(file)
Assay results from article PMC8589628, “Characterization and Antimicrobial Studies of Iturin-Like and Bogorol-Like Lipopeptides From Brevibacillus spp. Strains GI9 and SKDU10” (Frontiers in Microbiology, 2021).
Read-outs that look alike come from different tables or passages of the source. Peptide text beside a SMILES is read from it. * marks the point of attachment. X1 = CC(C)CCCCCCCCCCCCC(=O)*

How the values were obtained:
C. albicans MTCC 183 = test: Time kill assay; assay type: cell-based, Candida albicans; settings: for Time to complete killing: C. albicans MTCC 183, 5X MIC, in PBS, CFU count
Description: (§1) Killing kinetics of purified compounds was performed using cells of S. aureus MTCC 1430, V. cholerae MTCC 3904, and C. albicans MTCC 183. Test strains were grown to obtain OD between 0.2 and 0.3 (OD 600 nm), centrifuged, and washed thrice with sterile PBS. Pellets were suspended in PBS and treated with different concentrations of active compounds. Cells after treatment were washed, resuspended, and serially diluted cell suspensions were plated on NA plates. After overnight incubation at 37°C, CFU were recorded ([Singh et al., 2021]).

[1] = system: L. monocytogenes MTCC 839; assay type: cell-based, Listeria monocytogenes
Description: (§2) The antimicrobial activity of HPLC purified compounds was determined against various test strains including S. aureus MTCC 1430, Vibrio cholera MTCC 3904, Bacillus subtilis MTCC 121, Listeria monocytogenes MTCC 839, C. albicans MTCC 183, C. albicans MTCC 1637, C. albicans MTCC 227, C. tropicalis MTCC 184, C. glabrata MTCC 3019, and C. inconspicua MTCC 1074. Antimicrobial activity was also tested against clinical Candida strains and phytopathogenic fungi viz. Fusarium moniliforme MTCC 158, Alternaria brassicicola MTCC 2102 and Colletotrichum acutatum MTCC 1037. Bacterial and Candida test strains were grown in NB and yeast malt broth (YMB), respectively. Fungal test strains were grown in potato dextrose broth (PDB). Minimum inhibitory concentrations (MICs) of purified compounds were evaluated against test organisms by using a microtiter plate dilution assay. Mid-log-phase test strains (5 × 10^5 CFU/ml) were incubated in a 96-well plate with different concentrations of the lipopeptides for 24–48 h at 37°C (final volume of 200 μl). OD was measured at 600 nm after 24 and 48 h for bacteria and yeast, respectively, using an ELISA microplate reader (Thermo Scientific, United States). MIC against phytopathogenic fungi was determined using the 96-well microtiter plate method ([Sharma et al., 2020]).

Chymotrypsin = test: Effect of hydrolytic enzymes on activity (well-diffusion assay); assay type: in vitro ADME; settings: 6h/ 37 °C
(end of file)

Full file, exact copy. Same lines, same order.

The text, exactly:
Assay results from article PMC8589628, “Characterization and Antimicrobial Studies of Iturin-Like and Bogorol-Like Lipopeptides From Brevibacillus spp. Strains GI9 and SKDU10” (Frontiers in Microbiology, 2021).
Read-outs that look alike come from different tables or passages of the source. Peptide text beside a SMILES is read from it. * marks the point of attachment. X1 = CC(C)CCCCCCCCCCCCC(=O)*

How the values were obtained:
C. albicans MTCC 183 = test: Time kill assay; assay type: cell-based, Candida albicans; settings: for Time to complete killing: C. albicans MTCC 183, 5X MIC, in PBS, CFU count
Description: (§1) Killing kinetics of purified compounds was performed using cells of S. aureus MTCC 1430, V. cholerae MTCC 3904, and C. albicans MTCC 183. Test strains were grown to obtain OD between 0.2 and 0.3 (OD 600 nm), centrifuged, and washed thrice with sterile PBS. Pellets were suspended in PBS and treated with different concentrations of active compounds. Cells after treatment were washed, resuspended, and serially diluted cell suspensions were plated on NA plates. After overnight incubation at 37°C, CFU were recorded ([Singh et al., 2021]).

[1] = system: L. monocytogenes MTCC 839; assay type: cell-based, Listeria monocytogenes
Description: (§2) The antimicrobial activity of HPLC purified compounds was determined against various test strains including S. aureus MTCC 1430, Vibrio cholera MTCC 3904, Bacillus subtilis MTCC 121, Listeria monocytogenes MTCC 839, C. albicans MTCC 183, C. albicans MTCC 1637, C. albicans MTCC 227, C. tropicalis MTCC 184, C. glabrata MTCC 3019, and C. inconspicua MTCC 1074. Antimicrobial activity was also tested against clinical Candida strains and phytopathogenic fungi viz. Fusarium moniliforme MTCC 158, Alternaria brassicicola MTCC 2102 and Colletotrichum acutatum MTCC 1037. Bacterial and Candida test strains were grown in NB and yeast malt broth (YMB), respectively. Fungal test strains were grown in potato dextrose broth (PDB). Minimum inhibitory concentrations (MICs) of purified compounds were evaluated against test organisms by using a microtiter plate dilution assay. Mid-log-phase test strains (5 × 10^5 CFU/ml) were incubated in a 96-well plate with different concentrations of the lipopeptides for 24–48 h at 37°C (final volume of 200 μl). OD was measured at 600 nm after 24 and 48 h for bacteria and yeast, respectively, using an ELISA microplate reader (Thermo Scientific, United States). MIC against phytopathogenic fungi was determined using the 96-well microtiter plate method ([Sharma et al., 2020]).

Chymotrypsin = test: Effect of hydrolytic enzymes on activity (well-diffusion assay); assay type: in vitro ADME; settings: 6h/ 37 °C